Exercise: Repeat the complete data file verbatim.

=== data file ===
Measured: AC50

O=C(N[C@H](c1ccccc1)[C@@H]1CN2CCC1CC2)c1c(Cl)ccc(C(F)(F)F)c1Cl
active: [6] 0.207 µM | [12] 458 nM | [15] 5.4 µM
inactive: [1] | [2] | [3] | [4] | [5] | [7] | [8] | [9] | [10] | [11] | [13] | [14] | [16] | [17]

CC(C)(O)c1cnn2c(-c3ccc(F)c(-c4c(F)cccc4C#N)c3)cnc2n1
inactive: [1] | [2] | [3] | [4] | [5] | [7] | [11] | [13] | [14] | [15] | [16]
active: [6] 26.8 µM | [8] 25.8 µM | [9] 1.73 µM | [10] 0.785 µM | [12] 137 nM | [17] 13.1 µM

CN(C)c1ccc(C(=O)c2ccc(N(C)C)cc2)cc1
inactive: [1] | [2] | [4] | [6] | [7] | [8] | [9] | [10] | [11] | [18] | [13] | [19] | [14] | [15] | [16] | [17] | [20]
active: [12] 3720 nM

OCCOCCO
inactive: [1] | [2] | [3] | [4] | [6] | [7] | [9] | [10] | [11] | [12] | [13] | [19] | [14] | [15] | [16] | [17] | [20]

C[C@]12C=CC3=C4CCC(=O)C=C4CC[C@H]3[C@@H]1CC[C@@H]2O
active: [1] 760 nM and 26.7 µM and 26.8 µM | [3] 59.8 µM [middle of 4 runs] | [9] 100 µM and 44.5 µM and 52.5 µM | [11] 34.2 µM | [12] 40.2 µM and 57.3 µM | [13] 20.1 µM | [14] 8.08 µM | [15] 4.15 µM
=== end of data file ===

Measured: AC50

O=C(N[C@H](c1ccccc1)[C@@H]1CN2CCC1CC2)c1c(Cl)ccc(C(F)(F)F)c1Cl
active: [6] 0.207 µM | [12] 458 nM | [15] 5.4 µM
inactive: [1] | [2] | [3] | [4] | [5] | [7] | [8] | [9] | [10] | [11] | [13] | [14] | [16] | [17]

CC(C)(O)c1cnn2c(-c3ccc(F)c(-c4c(F)cccc4C#N)c3)cnc2n1
inactive: [1] | [2] | [3] | [4] | [5] | [7] | [11] | [13] | [14] | [15] | [16]
active: [6] 26.8 µM | [8] 25.8 µM | [9] 1.73 µM | [10] 0.785 µM | [12] 137 nM | [17] 13.1 µM

CN(C)c1ccc(C(=O)c2ccc(N(C)C)cc2)cc1
inactive: [1] | [2] | [4] | [6] | [7] | [8] | [9] | [10] | [11] | [18] | [13] | [19] | [14] | [15] | [16] | [17] | [20]
active: [12] 3720 nM

OCCOCCO
inactive: [1] | [2] | [3] | [4] | [6] | [7] | [9] | [10] | [11] | [12] | [13] | [19] | [14] | [15] | [16] | [17] | [20]

C[C@]12C=CC3=C4CCC(=O)C=C4CC[C@H]3[C@@H]1CC[C@@H]2O
active: [1] 760 nM and 26.7 µM and 26.8 µM | [3] 59.8 µM [middle of 4 runs] | [9] 100 µM and 44.5 µM and 52.5 µM | [11] 34.2 µM | [12] 40.2 µM and 57.3 µM | [13] 20.1 µM | [14] 8.08 µM | [15] 4.15 µM